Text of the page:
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dc.contributor.authorBibangambah, Prossy
dc.contributor.authorHemphill, Linda C.
dc.contributor.authorAcan, Moses
dc.contributor.authorTsai, Alexander C.
dc.contributor.authorSentongo, Ruth N.
dc.contributor.authorKim, June‑Ho
dc.contributor.authorYang, Isabelle T.
dc.contributor.authorSiedner, Mark J.
dc.contributor.authorOkello, Samson
dc.date.accessioned2022-04-29T08:37:13Z
dc.date.available2022-04-29T08:37:13Z
dc.date.issued2021
dc.identifier.citationBibangambah, P., Hemphill, L. C., Acan, M., Tsai, A. C., Sentongo, R. N., Kim, J. H., ... & Okello, S. (2021). Prevalence and correlates of carotid plaque in a mixed HIV-serostatus cohort in Uganda. BMC Cardiovascular Disorders, 21(1), 1-7. https://doi.org/10.1186/s12872-021-02416-5en_US
dc.identifier.urihttps://doi.org/10.1186/s12872-021-02416-5
dc.identifier.urihttps://nru.uncst.go.ug/handle/123456789/2936
dc.description.abstractThe extent to which the risk of atherosclerotic cardiovascular disease (ACVD) is increased among people living with HIV (PLWH) in sub-Saharan Africa remains unknown. Setting: Cross-sectional analysis nested within the Ugandan Noncommunicable Diseases and Aging Cohort, including PLWH in rural Uganda > 40 years taking antiretroviral therapy (ART) for at least 3 years, and a population-based control group of HIV-uninfected age- and sex-matched persons. Methods: We conducted carotid ultrasonography and collected ACVD risk factor data. Our outcome of interest was carotid plaque, defined as > 1.5 mm thickness from the intima-lumen interface to the media-adventitia interface. We fit multivariable logistic regression models to estimate correlates of carotid plaque including HIV-specific and traditional cardiovascular risk factors. Results: We enrolled 155 (50.2%) PLWH and 154 (49.8%) HIV-uninfected comparators, with a mean age of 51.4 years. Among PLWH, the median CD4 count was 433 cells/mm3 and 97.4% were virologically suppressed. Carotid plaque prevalence was higher among PLWH (8.4% vs 3.3%). HIV infection (aOR 3.90; 95% CI 1.12–13.60) and current smokers (aOR 6.60; 95% CI 1.22–35.80) had higher odds of carotid plaque, whereas moderate (aOR 0.13, 95% CI 0.01–1.55) and vigorous intensity of physical activity (aOR 0.34, 95% CI 0.07–1.52) were associated with decreased odds of carotid plaque. Conclusion: In rural Uganda, PLWH have higher prevalence of carotid plaque compared to age- and sex-matched HIV-uninfected comparators. Future work should explore how biomedical and lifestyle modifications might reduce atherosclerotic burden among PLWH in the region.en_US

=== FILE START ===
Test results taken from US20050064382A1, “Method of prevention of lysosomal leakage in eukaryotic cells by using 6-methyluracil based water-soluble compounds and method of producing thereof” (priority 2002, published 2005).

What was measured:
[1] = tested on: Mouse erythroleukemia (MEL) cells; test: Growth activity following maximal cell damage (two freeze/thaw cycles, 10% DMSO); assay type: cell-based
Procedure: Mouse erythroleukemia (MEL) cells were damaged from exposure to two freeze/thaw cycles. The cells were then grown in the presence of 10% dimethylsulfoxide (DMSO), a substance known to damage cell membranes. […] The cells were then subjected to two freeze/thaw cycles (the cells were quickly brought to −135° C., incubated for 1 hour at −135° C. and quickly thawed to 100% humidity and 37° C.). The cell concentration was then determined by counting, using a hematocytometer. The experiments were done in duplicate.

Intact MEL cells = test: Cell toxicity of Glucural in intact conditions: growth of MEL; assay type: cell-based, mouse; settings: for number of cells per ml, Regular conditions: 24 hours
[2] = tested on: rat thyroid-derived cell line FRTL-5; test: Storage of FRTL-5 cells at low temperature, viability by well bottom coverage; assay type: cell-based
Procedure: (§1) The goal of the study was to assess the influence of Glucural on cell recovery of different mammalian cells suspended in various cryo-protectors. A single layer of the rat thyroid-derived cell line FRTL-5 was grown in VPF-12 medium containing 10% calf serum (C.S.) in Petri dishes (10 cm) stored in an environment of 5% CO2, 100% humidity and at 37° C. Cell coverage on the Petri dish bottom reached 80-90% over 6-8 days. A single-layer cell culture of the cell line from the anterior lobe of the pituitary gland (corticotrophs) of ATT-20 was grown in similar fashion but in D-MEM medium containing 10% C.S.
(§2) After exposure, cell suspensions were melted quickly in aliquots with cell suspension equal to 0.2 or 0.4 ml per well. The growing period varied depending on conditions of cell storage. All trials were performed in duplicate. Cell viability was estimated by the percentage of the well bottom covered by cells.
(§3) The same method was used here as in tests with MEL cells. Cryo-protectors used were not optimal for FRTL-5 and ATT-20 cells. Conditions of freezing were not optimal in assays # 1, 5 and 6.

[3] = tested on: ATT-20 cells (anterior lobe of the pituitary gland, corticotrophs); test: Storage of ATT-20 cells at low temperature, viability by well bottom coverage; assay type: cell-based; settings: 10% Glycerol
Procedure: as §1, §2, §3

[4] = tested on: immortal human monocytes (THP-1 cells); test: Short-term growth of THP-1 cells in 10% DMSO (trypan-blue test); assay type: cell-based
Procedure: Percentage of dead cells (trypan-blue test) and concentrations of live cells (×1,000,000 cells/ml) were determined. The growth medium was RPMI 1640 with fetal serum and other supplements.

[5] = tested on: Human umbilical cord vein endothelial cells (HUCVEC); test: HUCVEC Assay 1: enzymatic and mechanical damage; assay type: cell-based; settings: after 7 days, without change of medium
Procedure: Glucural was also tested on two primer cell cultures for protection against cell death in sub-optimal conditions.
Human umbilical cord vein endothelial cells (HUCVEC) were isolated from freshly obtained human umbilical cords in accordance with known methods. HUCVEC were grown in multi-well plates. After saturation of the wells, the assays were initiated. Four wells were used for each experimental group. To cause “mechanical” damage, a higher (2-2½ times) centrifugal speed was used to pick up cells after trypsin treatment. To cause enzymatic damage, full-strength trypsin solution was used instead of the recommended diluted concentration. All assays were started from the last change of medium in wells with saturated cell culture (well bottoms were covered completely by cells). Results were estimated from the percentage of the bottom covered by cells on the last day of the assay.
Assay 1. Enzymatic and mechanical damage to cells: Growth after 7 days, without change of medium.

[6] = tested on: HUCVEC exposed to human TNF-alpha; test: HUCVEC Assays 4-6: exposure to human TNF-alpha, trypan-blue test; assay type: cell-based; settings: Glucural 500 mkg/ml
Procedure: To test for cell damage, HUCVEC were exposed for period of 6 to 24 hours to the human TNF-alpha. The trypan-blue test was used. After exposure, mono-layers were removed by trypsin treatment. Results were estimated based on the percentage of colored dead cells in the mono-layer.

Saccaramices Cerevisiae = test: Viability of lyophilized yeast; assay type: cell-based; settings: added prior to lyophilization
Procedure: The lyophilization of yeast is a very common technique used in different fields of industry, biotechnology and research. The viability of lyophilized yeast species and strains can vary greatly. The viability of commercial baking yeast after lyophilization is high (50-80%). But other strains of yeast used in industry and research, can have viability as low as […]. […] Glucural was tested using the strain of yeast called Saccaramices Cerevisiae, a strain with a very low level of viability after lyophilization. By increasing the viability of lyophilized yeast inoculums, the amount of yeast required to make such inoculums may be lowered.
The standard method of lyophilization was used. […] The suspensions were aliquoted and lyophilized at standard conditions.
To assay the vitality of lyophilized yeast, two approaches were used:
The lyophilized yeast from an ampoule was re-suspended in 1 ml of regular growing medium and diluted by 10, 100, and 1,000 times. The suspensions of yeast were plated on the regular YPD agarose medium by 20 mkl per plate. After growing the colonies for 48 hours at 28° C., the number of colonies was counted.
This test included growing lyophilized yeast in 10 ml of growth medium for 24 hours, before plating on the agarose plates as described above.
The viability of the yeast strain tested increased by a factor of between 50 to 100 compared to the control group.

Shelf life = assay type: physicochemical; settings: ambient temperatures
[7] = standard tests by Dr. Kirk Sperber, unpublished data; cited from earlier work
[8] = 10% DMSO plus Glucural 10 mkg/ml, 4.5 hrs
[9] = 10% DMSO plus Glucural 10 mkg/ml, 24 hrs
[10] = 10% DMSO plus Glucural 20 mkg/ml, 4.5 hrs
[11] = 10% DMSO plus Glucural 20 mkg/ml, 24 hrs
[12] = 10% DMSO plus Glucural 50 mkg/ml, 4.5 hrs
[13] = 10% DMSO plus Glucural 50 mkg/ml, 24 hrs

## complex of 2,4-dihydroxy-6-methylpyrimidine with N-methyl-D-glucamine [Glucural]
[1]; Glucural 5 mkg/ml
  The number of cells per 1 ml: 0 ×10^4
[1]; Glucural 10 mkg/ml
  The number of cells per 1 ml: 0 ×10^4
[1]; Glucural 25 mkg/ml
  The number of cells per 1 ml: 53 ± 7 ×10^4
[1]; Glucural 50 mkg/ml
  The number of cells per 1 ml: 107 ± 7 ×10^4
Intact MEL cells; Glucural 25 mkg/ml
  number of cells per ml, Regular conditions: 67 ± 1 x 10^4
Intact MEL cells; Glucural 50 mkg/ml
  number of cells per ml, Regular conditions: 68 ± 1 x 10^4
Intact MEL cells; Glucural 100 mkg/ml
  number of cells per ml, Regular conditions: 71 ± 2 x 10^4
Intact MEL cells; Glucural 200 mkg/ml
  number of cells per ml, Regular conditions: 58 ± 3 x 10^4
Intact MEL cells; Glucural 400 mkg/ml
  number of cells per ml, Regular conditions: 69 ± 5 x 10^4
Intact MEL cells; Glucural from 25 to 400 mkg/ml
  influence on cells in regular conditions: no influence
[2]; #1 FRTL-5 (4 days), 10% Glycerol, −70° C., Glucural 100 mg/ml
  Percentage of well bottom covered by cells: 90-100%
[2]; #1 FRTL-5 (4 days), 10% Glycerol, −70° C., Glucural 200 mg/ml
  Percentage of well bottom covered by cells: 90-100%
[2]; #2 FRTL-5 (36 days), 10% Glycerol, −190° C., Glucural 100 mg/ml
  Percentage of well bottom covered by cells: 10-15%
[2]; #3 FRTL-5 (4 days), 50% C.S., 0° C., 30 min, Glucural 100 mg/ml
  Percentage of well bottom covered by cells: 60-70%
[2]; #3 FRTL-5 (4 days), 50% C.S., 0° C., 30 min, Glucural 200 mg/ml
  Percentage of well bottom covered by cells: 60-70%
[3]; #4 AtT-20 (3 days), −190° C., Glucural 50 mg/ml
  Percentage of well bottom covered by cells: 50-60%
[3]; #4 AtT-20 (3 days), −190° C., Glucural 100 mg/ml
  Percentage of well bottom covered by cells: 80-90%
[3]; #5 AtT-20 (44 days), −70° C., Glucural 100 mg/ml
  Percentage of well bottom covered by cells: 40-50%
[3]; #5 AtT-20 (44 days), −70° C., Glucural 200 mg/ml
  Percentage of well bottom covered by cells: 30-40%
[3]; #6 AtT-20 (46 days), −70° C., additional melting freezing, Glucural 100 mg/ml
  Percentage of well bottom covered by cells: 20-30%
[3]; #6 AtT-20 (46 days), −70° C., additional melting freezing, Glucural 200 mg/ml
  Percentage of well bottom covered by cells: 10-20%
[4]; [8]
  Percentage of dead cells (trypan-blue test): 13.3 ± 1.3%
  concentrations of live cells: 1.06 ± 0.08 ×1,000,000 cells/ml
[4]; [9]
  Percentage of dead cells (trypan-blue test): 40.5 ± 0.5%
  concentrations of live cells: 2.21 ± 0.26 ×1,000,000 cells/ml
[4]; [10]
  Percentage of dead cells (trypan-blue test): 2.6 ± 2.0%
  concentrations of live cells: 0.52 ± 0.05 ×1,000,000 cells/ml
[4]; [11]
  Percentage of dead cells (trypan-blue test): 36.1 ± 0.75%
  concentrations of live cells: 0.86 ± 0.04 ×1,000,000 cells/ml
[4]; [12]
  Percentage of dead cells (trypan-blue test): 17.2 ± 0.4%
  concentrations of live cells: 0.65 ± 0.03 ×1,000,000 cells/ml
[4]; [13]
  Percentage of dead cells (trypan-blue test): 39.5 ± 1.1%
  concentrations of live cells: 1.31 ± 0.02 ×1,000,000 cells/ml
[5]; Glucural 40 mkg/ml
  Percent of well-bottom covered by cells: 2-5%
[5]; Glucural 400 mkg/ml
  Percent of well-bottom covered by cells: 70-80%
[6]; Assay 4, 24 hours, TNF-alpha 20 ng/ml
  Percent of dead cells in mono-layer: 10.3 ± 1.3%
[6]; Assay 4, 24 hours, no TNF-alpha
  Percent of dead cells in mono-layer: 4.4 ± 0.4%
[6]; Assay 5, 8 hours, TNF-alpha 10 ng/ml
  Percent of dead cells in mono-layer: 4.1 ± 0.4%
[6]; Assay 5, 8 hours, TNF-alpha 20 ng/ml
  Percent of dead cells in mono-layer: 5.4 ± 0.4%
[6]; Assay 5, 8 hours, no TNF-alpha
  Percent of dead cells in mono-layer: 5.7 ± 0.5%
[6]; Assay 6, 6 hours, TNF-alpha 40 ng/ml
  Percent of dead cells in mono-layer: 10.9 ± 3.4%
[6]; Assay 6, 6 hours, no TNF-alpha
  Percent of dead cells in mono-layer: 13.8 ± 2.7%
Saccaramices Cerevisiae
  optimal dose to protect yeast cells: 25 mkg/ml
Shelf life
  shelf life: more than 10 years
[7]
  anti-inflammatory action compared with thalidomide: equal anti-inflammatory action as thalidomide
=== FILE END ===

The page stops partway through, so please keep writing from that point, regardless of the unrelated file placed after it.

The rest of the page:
dc.language.isoenen_US
dc.publisherBMC Cardiovascular Disordersen_US
dc.subjectHIVen_US
dc.subjectCarotid intima media thicknessen_US
dc.subjectCarotid plaqueen_US
dc.subjectAtherosclerosisen_US
dc.subjectCardiovascular diseaseen_US
dc.titlePrevalence and correlates of carotid plaque in a mixed HIV‑serostatus cohort in Ugandaen_US
dc.typeArticleen_US


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